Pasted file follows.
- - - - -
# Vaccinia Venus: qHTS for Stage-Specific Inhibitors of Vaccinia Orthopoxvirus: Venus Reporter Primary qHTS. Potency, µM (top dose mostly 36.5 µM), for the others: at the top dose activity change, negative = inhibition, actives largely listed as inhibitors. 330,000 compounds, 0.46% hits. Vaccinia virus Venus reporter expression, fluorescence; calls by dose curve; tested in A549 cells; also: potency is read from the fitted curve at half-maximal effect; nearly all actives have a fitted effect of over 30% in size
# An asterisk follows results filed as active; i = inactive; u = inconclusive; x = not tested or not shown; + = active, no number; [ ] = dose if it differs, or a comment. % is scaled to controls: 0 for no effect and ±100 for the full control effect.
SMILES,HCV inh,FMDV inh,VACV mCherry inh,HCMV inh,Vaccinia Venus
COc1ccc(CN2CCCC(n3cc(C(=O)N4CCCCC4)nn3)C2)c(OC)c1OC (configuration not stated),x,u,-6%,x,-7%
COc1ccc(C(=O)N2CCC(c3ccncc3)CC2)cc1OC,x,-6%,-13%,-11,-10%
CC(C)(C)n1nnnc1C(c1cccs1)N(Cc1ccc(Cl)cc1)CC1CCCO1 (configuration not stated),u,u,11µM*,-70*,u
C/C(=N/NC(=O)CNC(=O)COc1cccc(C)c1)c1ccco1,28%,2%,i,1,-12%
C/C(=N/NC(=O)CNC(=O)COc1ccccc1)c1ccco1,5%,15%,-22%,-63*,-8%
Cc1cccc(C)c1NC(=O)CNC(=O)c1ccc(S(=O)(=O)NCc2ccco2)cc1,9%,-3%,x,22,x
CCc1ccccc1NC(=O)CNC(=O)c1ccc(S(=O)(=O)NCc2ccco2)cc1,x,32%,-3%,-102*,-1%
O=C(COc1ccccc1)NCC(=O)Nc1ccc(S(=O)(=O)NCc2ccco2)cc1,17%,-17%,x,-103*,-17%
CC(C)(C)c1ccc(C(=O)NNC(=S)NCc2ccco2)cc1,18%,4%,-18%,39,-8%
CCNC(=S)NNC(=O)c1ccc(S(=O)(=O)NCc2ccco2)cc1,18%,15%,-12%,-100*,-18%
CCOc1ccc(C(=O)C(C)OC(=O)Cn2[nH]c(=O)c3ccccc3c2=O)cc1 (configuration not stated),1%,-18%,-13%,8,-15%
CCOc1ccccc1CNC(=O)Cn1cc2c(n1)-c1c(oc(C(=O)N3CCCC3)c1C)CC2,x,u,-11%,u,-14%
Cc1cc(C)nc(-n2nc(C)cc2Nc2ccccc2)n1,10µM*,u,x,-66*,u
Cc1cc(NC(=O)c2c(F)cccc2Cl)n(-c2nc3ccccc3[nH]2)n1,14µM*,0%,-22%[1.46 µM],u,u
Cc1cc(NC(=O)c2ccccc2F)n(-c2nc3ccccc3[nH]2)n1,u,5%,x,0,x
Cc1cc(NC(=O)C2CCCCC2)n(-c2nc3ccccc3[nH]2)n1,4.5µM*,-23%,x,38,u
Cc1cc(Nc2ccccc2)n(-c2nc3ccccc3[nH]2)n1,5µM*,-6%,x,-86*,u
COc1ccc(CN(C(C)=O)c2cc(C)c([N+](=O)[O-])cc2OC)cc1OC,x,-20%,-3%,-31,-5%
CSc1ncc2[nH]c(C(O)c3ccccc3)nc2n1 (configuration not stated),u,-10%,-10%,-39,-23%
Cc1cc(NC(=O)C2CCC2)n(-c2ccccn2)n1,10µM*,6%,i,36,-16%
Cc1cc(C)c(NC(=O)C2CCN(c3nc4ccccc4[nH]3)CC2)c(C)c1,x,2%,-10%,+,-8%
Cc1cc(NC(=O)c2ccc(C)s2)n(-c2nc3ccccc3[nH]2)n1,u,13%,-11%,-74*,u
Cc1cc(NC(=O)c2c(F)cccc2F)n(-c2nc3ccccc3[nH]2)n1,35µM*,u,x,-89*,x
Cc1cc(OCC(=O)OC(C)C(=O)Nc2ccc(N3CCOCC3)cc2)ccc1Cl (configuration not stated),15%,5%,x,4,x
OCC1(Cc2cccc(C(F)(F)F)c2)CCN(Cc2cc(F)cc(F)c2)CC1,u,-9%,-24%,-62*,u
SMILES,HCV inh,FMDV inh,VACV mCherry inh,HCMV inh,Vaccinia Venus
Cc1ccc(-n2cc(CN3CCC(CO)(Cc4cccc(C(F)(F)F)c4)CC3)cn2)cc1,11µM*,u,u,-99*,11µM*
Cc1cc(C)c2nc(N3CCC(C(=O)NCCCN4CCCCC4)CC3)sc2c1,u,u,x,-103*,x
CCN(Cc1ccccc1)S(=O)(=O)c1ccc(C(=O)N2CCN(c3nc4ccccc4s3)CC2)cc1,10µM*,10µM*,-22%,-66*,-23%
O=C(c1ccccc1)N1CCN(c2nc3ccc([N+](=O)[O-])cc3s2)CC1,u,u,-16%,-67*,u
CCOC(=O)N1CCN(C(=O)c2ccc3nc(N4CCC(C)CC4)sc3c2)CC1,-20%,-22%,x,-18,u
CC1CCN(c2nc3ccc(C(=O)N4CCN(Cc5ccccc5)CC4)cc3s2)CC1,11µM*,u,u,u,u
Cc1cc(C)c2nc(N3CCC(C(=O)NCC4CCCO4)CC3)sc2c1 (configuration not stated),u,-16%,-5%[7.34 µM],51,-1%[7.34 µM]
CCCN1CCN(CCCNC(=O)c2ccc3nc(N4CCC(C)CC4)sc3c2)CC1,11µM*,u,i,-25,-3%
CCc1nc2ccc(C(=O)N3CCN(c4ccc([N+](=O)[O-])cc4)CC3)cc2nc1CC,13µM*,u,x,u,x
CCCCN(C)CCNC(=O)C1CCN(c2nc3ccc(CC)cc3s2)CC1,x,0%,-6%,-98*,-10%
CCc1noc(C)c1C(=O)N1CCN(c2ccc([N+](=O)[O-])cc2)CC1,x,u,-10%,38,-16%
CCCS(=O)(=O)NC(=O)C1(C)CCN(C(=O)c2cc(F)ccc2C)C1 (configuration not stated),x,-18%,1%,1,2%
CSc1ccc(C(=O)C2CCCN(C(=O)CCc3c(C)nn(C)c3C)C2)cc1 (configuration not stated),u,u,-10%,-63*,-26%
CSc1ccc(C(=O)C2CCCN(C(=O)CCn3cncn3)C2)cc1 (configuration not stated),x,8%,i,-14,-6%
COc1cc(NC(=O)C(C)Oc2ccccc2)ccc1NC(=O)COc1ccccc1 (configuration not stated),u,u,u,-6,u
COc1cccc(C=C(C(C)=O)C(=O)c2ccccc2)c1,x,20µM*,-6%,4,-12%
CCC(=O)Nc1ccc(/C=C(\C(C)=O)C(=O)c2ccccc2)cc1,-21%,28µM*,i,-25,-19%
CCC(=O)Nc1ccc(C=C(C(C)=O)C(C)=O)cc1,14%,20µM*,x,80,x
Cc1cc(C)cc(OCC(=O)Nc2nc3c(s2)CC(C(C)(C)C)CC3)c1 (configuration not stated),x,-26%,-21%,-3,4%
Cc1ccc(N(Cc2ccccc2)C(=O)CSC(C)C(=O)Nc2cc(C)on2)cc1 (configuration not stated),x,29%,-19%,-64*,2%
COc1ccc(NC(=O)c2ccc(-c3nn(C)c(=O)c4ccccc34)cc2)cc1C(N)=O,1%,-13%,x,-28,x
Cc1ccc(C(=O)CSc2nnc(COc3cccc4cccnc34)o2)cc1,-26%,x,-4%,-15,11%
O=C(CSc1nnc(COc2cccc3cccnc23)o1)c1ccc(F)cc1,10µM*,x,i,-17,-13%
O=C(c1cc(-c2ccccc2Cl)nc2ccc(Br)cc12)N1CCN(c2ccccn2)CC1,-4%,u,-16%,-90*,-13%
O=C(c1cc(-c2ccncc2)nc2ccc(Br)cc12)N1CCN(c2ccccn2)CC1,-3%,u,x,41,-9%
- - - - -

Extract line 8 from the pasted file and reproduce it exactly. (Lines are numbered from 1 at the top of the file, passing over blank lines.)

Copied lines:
C/C(=N/NC(=O)CNC(=O)COc1ccccc1)c1ccco1,5%,15%,-22%,-63*,-8%